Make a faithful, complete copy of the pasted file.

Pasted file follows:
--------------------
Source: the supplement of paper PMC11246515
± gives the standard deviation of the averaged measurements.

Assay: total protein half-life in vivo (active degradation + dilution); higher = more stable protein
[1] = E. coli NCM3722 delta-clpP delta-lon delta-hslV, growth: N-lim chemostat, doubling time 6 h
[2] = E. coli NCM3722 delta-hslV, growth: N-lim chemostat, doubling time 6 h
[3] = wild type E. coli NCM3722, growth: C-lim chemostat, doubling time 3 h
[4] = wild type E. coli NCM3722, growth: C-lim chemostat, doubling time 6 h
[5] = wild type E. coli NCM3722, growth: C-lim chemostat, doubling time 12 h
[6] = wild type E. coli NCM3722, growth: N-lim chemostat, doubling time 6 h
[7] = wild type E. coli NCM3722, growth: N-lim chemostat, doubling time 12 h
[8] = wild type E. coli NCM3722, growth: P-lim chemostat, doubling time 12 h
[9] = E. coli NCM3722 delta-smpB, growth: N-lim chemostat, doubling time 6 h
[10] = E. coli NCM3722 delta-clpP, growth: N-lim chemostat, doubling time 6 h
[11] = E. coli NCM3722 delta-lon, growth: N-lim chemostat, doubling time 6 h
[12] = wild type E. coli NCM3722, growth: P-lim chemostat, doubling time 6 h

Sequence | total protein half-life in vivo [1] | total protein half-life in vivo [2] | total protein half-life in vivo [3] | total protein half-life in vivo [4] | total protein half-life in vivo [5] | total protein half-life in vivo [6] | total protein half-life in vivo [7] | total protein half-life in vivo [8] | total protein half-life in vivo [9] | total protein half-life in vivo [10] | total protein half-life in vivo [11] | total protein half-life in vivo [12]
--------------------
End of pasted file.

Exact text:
Source: the supplement of paper PMC11246515
± gives the standard deviation of the averaged measurements.

Assay: total protein half-life in vivo (active degradation + dilution); higher = more stable protein
[1] = E. coli NCM3722 delta-clpP delta-lon delta-hslV, growth: N-lim chemostat, doubling time 6 h
[2] = E. coli NCM3722 delta-hslV, growth: N-lim chemostat, doubling time 6 h
[3] = wild type E. coli NCM3722, growth: C-lim chemostat, doubling time 3 h
[4] = wild type E. coli NCM3722, growth: C-lim chemostat, doubling time 6 h
[5] = wild type E. coli NCM3722, growth: C-lim chemostat, doubling time 12 h
[6] = wild type E. coli NCM3722, growth: N-lim chemostat, doubling time 6 h
[7] = wild type E. coli NCM3722, growth: N-lim chemostat, doubling time 12 h
[8] = wild type E. coli NCM3722, growth: P-lim chemostat, doubling time 12 h
[9] = E. coli NCM3722 delta-smpB, growth: N-lim chemostat, doubling time 6 h
[10] = E. coli NCM3722 delta-clpP, growth: N-lim chemostat, doubling time 6 h
[11] = E. coli NCM3722 delta-lon, growth: N-lim chemostat, doubling time 6 h
[12] = wild type E. coli NCM3722, growth: P-lim chemostat, doubling time 6 h

Sequence | total protein half-life in vivo [1] | total protein half-life in vivo [2] | total protein half-life in vivo [3] | total protein half-life in vivo [4] | total protein half-life in vivo [5] | total protein half-life in vivo [6] | total protein half-life in vivo [7] | total protein half-life in vivo [8] | total protein half-life in vivo [9] | total protein half-life in vivo [10] | total protein half-life in vivo [11] | total protein half-life in vivo [12]